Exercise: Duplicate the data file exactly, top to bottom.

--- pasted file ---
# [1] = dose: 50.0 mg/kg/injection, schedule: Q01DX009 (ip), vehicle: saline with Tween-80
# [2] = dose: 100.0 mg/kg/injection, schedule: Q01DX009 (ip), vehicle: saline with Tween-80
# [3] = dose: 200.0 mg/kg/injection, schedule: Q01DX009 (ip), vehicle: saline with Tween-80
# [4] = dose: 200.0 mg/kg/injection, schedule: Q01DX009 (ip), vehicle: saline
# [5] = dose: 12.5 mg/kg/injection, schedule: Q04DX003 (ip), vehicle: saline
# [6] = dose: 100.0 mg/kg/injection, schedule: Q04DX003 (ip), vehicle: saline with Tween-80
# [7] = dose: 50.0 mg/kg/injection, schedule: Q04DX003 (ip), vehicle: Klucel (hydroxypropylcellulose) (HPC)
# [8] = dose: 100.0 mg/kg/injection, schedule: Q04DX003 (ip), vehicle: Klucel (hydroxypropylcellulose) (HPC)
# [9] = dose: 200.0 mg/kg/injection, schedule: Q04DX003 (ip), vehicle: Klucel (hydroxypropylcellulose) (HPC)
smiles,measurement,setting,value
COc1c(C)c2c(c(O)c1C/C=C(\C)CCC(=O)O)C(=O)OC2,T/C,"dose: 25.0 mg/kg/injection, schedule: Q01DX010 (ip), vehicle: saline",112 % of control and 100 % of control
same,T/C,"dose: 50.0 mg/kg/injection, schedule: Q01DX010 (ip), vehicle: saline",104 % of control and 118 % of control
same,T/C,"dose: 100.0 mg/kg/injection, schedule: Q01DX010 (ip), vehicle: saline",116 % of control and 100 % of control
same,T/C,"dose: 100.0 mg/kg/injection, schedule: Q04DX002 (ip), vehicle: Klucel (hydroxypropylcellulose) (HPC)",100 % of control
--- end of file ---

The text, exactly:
# [1] = dose: 50.0 mg/kg/injection, schedule: Q01DX009 (ip), vehicle: saline with Tween-80
# [2] = dose: 100.0 mg/kg/injection, schedule: Q01DX009 (ip), vehicle: saline with Tween-80
# [3] = dose: 200.0 mg/kg/injection, schedule: Q01DX009 (ip), vehicle: saline with Tween-80
# [4] = dose: 200.0 mg/kg/injection, schedule: Q01DX009 (ip), vehicle: saline
# [5] = dose: 12.5 mg/kg/injection, schedule: Q04DX003 (ip), vehicle: saline
# [6] = dose: 100.0 mg/kg/injection, schedule: Q04DX003 (ip), vehicle: saline with Tween-80
# [7] = dose: 50.0 mg/kg/injection, schedule: Q04DX003 (ip), vehicle: Klucel (hydroxypropylcellulose) (HPC)
# [8] = dose: 100.0 mg/kg/injection, schedule: Q04DX003 (ip), vehicle: Klucel (hydroxypropylcellulose) (HPC)
# [9] = dose: 200.0 mg/kg/injection, schedule: Q04DX003 (ip), vehicle: Klucel (hydroxypropylcellulose) (HPC)
smiles,measurement,setting,value
COc1c(C)c2c(c(O)c1C/C=C(\C)CCC(=O)O)C(=O)OC2,T/C,"dose: 25.0 mg/kg/injection, schedule: Q01DX010 (ip), vehicle: saline",112 % of control and 100 % of control
same,T/C,"dose: 50.0 mg/kg/injection, schedule: Q01DX010 (ip), vehicle: saline",104 % of control and 118 % of control
same,T/C,"dose: 100.0 mg/kg/injection, schedule: Q01DX010 (ip), vehicle: saline",116 % of control and 100 % of control
same,T/C,"dose: 100.0 mg/kg/injection, schedule: Q04DX002 (ip), vehicle: Klucel (hydroxypropylcellulose) (HPC)",100 % of control